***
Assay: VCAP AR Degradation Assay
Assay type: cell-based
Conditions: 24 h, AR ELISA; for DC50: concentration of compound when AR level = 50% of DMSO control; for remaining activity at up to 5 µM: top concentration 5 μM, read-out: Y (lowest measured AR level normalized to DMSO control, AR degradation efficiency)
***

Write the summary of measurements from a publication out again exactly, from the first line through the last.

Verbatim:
Assay: VCAP AR Degradation Assay
Assay type: cell-based
Conditions: 24 h, AR ELISA; for DC50: concentration of compound when AR level = 50% of DMSO control; for remaining activity at up to 5 µM: top concentration 5 μM, read-out: Y (lowest measured AR level normalized to DMSO control, AR degradation efficiency)